####
*Jim Savage*

####
*24 February 2018*

Many time-series exhibit “regimes”—periods for which a set of rules seem to apply. When we jump to a different regime, a different set of rules apply. Yet we never really know which regime we’re in—they aren’t directly observable. This post illustrates the intuition behind building models that have these latent regimes in Stan. They are close in concept to finite mixture models as described here, with the main difference being that we model the changes in state probabilities as being a discrete (hidden) Markov process, rather than a continuous autoregressive process. The following explanation uses James Hamilton’s fantastic notes.

## The generative process

As in the linked post above, we’ll use 100 times the daily difference in logged prices of a stock as the example time-series to model. Call these percentage returns . Just as before, we have two states: a random walk state, and a momentum state, (in which returns persist). I’ll assume normal distributions for these daily returns—you shouldn’t do this in real life. Just want to keep things simple. The generative models under the two states are:

State 1: (prices take a random walk)

State 2: (some momentum in returns)

We’ll call the true state in period . Of course, we don’t actually know what state we’re in on a given day, but we can infer probabilistically if we have a model for it. The particular way we’ll model this discrete state is as a Markov chain. That is,

—all the information relevant to making a forecast for what the state is in the next period is contained in what the state was the previous period.

It might help to illustrate the Markov matrix explicitly:

## Strategy for fitting the model

The problem with fitting this model is that we don’t know what state we were in in the previous period for sure, which necessitates an iterative algorithm.

First, let’s define the likelihood contribution of an observation under the two states

In Stan notation, this is just

```
// inside a for loop over t
eta1[t] = exp(normal_lpdf(y[t] | alpha_1, sigma_1));
eta2[t] = exp(normal_lpdf(y[t] | alpha_2 + rho * y[t-1], sigma_2));
```

If we knew the state in the previous period for sure, we could evaluate the log likelihood contribution of as

That is, the likelihood contribution is simply the weighted average of likelihood contributions under the two proposed models, where the weights are the probability of being in each state.

Of course, we don’t know the probability of being in each state. Let be the probability of being in state in period , so is the probability of being in that state the previous period. This gives us the likelihood contribution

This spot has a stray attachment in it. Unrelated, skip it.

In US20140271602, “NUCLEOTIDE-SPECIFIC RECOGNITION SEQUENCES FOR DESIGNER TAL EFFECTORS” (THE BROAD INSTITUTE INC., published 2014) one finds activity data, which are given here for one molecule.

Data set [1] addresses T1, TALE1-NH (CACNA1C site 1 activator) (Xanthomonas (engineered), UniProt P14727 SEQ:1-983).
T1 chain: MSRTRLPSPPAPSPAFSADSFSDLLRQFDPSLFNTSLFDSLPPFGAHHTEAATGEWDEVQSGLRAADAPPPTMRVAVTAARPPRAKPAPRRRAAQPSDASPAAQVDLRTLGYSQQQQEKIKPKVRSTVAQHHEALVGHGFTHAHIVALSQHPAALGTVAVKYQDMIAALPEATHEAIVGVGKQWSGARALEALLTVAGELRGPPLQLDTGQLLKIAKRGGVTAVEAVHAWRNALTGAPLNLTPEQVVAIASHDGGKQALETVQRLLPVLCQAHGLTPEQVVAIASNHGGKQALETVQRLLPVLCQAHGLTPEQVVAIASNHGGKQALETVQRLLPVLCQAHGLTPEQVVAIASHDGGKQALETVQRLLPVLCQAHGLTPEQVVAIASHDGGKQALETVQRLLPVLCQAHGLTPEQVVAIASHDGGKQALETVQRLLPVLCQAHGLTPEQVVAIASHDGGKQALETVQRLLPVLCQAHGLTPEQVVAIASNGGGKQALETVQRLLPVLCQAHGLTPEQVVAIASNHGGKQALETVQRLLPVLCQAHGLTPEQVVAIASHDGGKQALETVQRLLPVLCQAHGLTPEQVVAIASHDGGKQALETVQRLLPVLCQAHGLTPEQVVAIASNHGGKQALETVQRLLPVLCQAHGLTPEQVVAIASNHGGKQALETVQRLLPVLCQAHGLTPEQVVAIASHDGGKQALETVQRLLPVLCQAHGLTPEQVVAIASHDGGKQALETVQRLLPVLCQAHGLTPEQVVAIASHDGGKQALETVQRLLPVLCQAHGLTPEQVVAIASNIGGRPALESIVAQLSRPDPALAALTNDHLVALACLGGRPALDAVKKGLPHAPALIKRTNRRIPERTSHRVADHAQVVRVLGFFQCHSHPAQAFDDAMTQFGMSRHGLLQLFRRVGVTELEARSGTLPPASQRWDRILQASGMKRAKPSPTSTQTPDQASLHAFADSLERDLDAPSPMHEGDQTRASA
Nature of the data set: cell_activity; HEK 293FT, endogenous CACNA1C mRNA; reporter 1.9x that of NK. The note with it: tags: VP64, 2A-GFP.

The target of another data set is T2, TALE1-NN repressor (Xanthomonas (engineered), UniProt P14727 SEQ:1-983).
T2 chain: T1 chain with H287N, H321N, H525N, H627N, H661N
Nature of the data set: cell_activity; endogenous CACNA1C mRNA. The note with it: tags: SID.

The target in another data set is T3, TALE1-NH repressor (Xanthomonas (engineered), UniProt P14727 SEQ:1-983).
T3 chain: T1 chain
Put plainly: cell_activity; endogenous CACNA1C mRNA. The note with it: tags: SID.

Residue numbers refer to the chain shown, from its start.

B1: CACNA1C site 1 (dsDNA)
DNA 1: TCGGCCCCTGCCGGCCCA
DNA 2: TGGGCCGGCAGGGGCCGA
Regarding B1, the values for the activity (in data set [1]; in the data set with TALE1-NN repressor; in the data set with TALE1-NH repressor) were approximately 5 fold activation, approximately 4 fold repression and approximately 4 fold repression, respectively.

Again, this is just a weighted average of likelihood contributions, weighted now by the probability of being in each state, which itself is uncertain and therefore we have to average across the probability of being in each of those states last period.

But where does s come from? We can back out the probability of being in each state in by noticing that the probability of being in each state is

Once we have the likelihood contributions, we can calculate the log likelihood

## Priors and identification

The big problem with modeling any mixture-type model is that if the two generative models are fairly similar, the relative likelihoods will be fairly similar and you can wind up with each MCMC chain mis-labeling the different models. Mike Betancourt has a wonderful primer on this here. In order to identify the model, we need prior information that makes each of the potential data generating processes distinguishable from each other. In the case of the model above, the case where makes the data generating processes the same, so we need a strong prior on this parameter in order to identify the model. You’ll know that your regime-switching model is poorly identified when your Rhats are larger than 1 but each chain is mixing well when considered individually.

We want the autoregressive model to be distinguishable from the white-noise model. So let’s go with a fairly tight prior on . If we relax this prior too much, we expect that will get dragged towards 0 and the the model will get less identifiable.

is the daily expected percentage point return, which should be unbounded. With 252 trading days a year, a would imply one-standard-deviation annual returns of 25%, which seems reasonable.

The innovation scales must be positive—we’ll use half Cauchy .

must be in (0, 1), and we expect considerable stickiness of states so we’ll use a .

Finally the initial values of we’ll use .

## R and Stan code for implementation

First, let’s get the same data we used for the last example (note that the Quandl code has changed now that they want to make money).

```
library(tidyverse); library(rstan); library(Quandl)
# Now with real data!
googl <- Quandl("WIKI/GOOGL", collapse = "weekly")
googl <- googl %>%
mutate(Date = as.Date(Date)) %>%
arrange(Date) %>%
mutate(l_ac = log(`Adj. Close`),
dl_ac = c(NA, diff(l_ac))) %>%
filter(Date > "2010-01-01")
plot.ts(googl$dl_ac, main = "Weekly changes in Google's adjusted close price")
```